Most of the foreign demand for Panama's economy slumped, given its relation to global markets, but domestic demand kept the momentum and helped to prevent the contraction of GDP.
The sectors related to foreign markets that suffered included the exports of agricultural and seafood, the Colon Free Zone, railways, ports, the Panama Canal, sales of bunker to vessels transiting the Canal, the liner shipping by air, the activities of travel agencies, banking and real estate activities. The sectors related to domestic market, which continued to grow were the supply of electricity, retail trade, restaurants, domestic transportation of passengers by road, telecommunications, private education, private health services and social services.
The value added of agriculture and fisheries contracted 8.6% and 2.9% in 2009 compared to the previous year, according to the GDP report issued by the Comptroller General of the Republic on its website on March 2, which is the result of the sharp drop in export demand in the United States and the European Economic Community.
The added value of trade, according to data presented in the report showed a contraction of 3.7% in 2009 as a result of a decrease of 9.2% of value added of the Colon Free Zone. The Colon Free Zone was hit by falling prices of oil from Venezuela and Ecuador, also due to the latter country adopted some measures against imports from the Free Zone in order to protect its foreign reserves .
The added value of the Panama Canal, ports, rail and scheduled air transport fell 10.5%, 9%, 22.6% and 3.7% in 2009 respectively. However, the sector 'transport, storage and communication "as a whole (including the Channel ports, rail and air transport) grew 8.3% due to a sudden and extraordinary growth of telecommunications in 38.5%. The dramatic growth in telecommunications was led by the aggressive entry of two new companies competing in the market (Digicel and Claro) that expanded the range of cellular and disputed the market incumbent companies (Cable & Wireless and Movistar).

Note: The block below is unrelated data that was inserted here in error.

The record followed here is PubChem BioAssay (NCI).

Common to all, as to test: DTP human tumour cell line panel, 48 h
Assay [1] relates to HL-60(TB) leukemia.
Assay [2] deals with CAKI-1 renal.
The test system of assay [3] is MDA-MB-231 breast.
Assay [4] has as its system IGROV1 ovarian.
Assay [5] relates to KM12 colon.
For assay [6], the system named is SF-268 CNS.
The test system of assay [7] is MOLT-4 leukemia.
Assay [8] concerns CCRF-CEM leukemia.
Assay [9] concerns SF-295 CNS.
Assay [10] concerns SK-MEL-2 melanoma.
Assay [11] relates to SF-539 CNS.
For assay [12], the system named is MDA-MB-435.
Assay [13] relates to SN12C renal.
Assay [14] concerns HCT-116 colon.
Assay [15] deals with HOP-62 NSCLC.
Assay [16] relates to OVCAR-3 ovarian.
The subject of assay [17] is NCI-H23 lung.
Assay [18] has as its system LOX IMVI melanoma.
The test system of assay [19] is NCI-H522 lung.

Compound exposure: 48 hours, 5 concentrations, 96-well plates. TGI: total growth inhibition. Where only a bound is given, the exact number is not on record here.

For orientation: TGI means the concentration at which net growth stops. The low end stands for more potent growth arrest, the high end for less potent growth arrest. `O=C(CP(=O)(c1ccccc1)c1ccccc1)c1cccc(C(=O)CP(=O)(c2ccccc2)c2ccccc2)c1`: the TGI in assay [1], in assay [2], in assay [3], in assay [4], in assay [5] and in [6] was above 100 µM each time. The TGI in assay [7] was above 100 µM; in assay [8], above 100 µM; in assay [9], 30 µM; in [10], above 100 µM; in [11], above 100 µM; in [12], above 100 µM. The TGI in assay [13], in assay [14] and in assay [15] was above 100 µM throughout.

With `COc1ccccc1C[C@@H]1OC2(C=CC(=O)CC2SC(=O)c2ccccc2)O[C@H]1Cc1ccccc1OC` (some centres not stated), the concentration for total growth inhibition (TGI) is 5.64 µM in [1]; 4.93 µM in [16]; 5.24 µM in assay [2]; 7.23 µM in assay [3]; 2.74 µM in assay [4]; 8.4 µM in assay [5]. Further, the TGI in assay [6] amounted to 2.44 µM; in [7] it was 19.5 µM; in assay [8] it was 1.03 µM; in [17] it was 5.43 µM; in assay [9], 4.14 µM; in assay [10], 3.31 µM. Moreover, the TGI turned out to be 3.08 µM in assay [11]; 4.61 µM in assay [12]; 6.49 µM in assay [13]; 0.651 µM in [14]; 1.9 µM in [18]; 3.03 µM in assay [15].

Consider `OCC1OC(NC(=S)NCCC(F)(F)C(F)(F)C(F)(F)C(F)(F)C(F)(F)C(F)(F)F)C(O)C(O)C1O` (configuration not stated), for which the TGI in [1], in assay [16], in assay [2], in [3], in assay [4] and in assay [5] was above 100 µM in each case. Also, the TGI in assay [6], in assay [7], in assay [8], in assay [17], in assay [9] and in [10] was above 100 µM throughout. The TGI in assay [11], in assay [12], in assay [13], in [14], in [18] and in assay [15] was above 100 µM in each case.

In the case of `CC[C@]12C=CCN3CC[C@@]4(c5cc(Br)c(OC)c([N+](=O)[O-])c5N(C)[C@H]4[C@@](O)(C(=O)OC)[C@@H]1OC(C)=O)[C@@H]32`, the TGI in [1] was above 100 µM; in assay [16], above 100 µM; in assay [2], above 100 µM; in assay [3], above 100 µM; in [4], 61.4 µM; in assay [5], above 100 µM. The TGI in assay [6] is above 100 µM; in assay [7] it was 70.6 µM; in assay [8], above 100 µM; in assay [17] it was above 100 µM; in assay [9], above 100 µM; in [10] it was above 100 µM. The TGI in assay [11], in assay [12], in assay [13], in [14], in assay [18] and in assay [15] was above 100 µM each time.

The value added of financial intermediation decreased 2.2% in 2009, because banks tightened credit and sacrificed some of its gains as a measure to counter the possible effects of global financial crisis. However, bank profits are still substantial and positive, and the National Banking Center remains one of the strongest in Latin America and who better to face global financial turmoil.
The added value of "real estate, renting and business" declined by 4.6% in 2009 due to his connection with the housing market in the United States. The housing demand of the baby boomer in Panama shrank sharply after the collapse of home prices in the United States. Prices of U.S. homes fell while a significant portion of the baby boomer could not sell their homes in the United States and move to Panama.
The value added of general government grew by 2.4% in 2009.
The demand of the sectors linked to foreign markets still remain weak in 2010 but is expected to recover, albeit slowly. Because of this, Panama Economy Insight predicts that economic growth in 2010 will be just 2.3%, although the canal is expanding. However, Insight expects Panama Economy in 2011 and 2012 the economy take off and grow strongly by 9.4% and 8.6% respectively, due to the expansion of external demand, the Canal expansion, construction of a subway in the City of Panama, among other public and private investments of great magnitude.